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PIP Mezze Platter



We’re in the midst of local summer growing season which means there is lots of freshly picked produce headed your way! This week we rescued local greens and lettuce, pickling cucumbers and green beans, radishes and basil, and much more. We also boxed up berries, various stone fruits, and everyone’s favorite, cotton candy grapes! Because everything is so fresh and flavorful this time of year, nearly all of it can be enjoyed raw. This week we’re sharing the how-to for assembling your own Mezze Platter, a fun way to incorporate whatever produce you received this week into a beautiful appetizer or light snack-style dinner!



A mezze platter is simply a grazing board that features assorted fresh or lightly cooked vegetables, fruits, dips and spreads, cheeses, dried fruit, nuts, olives, and bread or crackers. You can also incorporate small dishes of grain salads like tabbouleh, falafel, stuffed grape leaves, or cooked meats or seafood. There are no real rules when it comes to assembling a mezze platter. Create your own to share with family and friends this summer!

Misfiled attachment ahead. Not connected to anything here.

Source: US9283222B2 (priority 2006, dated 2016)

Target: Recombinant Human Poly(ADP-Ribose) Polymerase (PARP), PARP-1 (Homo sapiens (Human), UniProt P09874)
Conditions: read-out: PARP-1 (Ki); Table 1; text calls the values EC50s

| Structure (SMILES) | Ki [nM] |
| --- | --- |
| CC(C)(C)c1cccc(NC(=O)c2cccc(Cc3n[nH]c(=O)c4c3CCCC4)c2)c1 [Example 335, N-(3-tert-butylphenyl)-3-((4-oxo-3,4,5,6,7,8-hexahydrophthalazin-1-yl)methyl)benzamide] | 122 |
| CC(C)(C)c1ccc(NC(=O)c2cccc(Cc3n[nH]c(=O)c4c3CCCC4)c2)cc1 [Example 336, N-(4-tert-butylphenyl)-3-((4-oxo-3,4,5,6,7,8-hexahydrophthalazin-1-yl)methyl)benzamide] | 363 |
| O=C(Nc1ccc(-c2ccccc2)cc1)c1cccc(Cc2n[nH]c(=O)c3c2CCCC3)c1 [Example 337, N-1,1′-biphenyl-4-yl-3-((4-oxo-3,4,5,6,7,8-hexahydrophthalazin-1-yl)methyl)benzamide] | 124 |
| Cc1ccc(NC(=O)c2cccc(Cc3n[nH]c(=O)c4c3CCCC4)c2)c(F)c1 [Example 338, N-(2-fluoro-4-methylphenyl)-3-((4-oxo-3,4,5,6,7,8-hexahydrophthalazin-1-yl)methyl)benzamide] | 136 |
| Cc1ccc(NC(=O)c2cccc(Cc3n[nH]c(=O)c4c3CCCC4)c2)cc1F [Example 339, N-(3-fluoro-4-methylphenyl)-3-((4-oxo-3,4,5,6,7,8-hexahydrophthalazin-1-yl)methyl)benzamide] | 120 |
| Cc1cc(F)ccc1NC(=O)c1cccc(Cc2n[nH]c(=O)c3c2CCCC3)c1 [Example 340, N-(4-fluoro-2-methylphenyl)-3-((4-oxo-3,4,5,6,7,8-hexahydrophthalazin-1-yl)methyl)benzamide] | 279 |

What local goodies did you receive this week? We can’t wait to see how you’re savoring the season’s finest! Be sure to snap a pic, post it to social, and tag us @perfectlyimperfectproduce so we can share your creations to inspire our PIP fam!


Build Your Own PIP Mezze Platter



Ingredients:

Assorted Perfectly Imperfect vegetables, like bell peppers, cucumbers, radishes, green beans, cauliflower and broccoli

1 to 2 cheeses, like feta or fresh mozzarella

1 to 2 dips, like hummus or tahini yogurt sauce

Assorted Perfectly Imperfect fruit, like grapes, berries, and stone fruits

Pita bread and crackers

Dried fruit, nuts, and olives


Instructions:

Slice the fresh vegetables. Blanch vegetables like green beans, broccoli and cauliflower (optional).


On a large platter or tray, center the cheeses and dips in small bowls. Arrange the vegetables and fruits around the cheeses and dips, then tuck in the pita bread and crackers. Fill in any gaps with the dried fruit, nuts, and olives.


By Carolyn Hodges, MS, RDN

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